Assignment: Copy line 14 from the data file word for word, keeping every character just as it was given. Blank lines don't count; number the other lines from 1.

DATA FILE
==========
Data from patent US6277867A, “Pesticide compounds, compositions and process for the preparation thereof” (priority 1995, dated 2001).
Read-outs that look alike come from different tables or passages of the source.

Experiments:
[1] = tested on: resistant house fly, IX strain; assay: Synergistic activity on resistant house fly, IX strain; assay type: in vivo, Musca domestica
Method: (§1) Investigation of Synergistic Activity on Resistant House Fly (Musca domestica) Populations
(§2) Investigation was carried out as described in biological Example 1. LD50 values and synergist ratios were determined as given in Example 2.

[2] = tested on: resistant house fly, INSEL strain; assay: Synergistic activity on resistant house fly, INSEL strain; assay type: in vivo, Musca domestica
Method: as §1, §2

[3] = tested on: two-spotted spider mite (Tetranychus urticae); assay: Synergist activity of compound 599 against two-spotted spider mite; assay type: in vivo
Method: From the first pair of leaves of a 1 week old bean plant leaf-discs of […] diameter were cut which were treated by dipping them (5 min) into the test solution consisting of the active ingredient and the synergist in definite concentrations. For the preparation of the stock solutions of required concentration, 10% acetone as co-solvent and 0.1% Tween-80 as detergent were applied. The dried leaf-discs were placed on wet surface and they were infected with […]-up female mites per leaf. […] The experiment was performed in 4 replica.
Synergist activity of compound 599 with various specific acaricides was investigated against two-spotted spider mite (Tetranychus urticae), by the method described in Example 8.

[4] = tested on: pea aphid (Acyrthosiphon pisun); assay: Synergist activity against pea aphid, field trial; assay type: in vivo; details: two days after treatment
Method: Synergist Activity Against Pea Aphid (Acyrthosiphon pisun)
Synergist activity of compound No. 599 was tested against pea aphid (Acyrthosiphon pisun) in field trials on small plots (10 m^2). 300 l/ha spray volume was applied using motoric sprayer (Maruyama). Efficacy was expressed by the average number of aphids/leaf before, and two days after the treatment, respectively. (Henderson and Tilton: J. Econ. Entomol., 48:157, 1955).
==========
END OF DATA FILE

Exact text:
Synergist activity of compound No. 599 was tested against pea aphid (Acyrthosiphon pisun) in field trials on small plots (10 m^2). 300 l/ha spray volume was applied using motoric sprayer (Maruyama). Efficacy was expressed by the average number of aphids/leaf before, and two days after the treatment, respectively. (Henderson and Tilton: J. Econ. Entomol., 48:157, 1955).